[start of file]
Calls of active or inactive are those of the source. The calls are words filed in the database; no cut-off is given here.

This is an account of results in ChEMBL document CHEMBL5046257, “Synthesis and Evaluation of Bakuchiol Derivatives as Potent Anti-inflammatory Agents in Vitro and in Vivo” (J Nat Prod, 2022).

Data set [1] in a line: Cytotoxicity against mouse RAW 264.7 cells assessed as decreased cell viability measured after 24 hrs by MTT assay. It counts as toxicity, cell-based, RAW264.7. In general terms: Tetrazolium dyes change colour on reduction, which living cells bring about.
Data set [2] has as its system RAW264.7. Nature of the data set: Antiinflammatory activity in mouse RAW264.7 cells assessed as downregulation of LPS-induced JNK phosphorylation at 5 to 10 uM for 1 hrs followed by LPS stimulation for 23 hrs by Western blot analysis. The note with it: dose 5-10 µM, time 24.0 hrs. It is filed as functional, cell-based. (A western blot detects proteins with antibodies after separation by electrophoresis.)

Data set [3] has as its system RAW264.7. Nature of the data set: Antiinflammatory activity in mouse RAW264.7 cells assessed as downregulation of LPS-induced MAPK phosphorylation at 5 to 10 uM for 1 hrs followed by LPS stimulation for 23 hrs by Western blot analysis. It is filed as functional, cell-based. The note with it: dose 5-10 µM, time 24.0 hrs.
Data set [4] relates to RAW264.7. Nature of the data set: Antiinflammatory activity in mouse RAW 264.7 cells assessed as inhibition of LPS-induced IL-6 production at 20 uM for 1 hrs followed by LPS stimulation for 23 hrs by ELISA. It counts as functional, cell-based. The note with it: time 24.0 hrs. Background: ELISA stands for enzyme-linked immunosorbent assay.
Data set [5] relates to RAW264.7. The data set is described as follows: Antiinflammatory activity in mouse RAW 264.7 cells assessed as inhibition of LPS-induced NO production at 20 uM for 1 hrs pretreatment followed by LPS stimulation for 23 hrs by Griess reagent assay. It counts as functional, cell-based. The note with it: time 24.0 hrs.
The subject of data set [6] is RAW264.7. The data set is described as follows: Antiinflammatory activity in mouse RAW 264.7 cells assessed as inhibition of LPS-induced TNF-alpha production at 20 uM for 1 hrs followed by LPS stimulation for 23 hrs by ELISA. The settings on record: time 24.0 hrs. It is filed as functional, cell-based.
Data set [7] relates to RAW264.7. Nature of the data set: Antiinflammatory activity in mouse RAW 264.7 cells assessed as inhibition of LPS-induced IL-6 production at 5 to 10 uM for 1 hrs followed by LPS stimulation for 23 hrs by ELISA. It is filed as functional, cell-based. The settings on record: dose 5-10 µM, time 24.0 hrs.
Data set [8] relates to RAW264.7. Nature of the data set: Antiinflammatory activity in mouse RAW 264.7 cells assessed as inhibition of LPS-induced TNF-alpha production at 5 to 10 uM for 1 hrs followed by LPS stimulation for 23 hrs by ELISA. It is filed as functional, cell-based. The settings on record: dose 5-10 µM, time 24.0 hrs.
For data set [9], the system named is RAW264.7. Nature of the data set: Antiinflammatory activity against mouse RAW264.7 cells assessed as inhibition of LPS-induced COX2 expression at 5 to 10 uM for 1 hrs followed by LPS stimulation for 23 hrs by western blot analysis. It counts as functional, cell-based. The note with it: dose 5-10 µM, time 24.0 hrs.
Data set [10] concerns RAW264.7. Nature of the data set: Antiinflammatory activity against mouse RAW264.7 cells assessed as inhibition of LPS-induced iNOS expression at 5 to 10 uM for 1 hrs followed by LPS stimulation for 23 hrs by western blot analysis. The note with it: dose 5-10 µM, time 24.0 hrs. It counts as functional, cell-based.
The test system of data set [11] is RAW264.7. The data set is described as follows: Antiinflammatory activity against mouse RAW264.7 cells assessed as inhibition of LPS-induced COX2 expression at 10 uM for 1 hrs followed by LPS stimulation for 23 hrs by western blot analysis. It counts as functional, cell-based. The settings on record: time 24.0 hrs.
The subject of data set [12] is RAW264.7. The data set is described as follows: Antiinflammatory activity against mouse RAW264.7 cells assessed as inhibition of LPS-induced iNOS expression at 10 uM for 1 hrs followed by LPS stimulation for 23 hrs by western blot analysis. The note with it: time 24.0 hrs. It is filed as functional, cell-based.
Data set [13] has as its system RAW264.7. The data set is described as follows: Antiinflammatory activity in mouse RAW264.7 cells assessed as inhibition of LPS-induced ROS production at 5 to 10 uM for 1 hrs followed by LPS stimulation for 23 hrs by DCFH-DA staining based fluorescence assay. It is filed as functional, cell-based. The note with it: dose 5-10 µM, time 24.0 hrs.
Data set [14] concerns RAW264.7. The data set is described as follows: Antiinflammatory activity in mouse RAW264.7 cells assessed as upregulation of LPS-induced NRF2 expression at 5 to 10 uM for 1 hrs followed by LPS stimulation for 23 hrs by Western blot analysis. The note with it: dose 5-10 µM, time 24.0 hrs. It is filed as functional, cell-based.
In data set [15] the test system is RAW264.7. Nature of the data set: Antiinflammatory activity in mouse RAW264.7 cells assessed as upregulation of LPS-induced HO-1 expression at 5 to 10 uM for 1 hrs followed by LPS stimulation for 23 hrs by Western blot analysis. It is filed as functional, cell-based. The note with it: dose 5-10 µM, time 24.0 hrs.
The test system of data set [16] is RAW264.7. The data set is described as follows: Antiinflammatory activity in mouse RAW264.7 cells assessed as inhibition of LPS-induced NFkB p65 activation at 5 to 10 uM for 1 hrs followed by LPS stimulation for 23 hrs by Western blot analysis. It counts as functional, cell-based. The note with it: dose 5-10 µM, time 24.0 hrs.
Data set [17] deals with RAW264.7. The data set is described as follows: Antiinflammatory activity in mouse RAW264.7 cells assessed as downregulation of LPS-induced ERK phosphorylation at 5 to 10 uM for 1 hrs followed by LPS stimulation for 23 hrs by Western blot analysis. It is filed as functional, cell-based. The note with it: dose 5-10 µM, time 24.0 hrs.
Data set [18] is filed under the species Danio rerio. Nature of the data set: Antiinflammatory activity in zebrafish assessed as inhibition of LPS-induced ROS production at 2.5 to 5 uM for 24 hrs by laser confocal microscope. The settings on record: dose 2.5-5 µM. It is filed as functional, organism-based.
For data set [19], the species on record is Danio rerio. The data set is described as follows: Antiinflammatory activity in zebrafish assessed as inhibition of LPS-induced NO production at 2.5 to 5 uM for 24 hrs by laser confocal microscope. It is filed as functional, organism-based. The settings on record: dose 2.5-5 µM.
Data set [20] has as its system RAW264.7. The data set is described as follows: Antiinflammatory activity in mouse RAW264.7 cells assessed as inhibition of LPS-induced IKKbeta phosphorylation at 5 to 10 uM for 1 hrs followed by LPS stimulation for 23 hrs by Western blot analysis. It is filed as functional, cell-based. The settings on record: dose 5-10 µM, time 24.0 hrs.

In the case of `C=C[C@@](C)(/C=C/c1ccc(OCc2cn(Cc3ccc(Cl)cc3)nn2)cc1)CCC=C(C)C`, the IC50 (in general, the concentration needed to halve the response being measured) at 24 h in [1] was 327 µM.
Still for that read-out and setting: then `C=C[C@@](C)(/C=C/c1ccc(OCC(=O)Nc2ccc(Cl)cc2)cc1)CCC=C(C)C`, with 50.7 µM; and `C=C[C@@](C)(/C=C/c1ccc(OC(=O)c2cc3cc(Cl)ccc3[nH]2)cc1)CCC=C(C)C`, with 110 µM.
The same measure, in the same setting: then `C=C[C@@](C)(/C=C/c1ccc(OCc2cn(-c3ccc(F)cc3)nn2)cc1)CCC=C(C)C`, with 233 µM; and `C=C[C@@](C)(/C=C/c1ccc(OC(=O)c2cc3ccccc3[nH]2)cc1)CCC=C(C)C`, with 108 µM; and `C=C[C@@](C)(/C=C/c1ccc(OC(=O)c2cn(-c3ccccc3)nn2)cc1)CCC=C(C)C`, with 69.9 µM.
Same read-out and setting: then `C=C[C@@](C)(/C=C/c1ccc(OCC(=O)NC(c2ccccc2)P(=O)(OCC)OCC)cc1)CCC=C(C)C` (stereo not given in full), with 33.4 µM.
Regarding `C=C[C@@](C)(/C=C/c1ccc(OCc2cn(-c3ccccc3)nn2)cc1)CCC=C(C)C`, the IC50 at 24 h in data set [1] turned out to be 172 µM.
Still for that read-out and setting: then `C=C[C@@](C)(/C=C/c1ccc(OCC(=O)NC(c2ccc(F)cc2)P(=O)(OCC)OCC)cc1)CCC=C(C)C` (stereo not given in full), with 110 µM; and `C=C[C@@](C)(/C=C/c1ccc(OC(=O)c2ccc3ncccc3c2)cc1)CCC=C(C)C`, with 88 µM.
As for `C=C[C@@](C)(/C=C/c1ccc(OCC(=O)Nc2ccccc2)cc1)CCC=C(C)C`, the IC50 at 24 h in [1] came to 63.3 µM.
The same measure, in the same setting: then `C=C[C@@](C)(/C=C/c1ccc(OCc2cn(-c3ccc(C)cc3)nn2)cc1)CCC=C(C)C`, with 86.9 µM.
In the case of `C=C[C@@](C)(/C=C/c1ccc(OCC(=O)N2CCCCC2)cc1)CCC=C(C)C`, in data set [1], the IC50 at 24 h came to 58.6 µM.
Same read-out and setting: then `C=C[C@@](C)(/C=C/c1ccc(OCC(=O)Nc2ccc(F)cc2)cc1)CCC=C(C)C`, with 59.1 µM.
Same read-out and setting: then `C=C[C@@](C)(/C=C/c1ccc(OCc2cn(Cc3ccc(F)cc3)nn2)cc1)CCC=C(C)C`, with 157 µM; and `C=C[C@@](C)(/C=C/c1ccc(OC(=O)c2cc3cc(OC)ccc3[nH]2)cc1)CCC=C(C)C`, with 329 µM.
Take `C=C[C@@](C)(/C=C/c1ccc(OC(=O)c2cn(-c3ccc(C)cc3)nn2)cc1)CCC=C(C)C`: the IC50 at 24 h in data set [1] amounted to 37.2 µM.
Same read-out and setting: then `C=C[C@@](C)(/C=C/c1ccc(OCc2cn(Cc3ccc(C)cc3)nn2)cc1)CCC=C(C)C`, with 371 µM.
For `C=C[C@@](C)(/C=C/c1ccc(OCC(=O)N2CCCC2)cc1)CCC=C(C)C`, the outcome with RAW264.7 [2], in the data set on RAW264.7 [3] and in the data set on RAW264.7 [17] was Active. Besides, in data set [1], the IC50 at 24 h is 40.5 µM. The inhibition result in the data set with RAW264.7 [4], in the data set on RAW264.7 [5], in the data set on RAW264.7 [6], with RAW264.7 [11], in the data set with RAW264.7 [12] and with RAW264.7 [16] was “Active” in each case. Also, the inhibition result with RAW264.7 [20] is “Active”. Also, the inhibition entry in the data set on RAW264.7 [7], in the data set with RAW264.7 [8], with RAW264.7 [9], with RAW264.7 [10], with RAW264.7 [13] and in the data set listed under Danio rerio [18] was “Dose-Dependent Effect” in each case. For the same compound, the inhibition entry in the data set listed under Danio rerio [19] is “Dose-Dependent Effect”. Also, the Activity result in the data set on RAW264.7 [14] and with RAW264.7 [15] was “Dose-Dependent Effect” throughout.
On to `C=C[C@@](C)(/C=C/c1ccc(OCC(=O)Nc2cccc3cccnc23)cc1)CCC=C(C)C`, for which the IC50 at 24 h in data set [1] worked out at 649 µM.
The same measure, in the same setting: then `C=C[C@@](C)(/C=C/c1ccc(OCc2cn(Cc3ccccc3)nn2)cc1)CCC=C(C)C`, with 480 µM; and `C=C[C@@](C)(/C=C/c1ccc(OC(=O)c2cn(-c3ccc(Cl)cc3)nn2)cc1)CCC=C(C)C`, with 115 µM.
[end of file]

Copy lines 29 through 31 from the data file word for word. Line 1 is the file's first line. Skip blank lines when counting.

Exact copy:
As for `C=C[C@@](C)(/C=C/c1ccc(OCC(=O)Nc2ccccc2)cc1)CCC=C(C)C`, the IC50 at 24 h in [1] came to 63.3 µM.
The same measure, in the same setting: then `C=C[C@@](C)(/C=C/c1ccc(OCc2cn(-c3ccc(C)cc3)nn2)cc1)CCC=C(C)C`, with 86.9 µM.
In the case of `C=C[C@@](C)(/C=C/c1ccc(OCC(=O)N2CCCCC2)cc1)CCC=C(C)C`, in data set [1], the IC50 at 24 h came to 58.6 µM.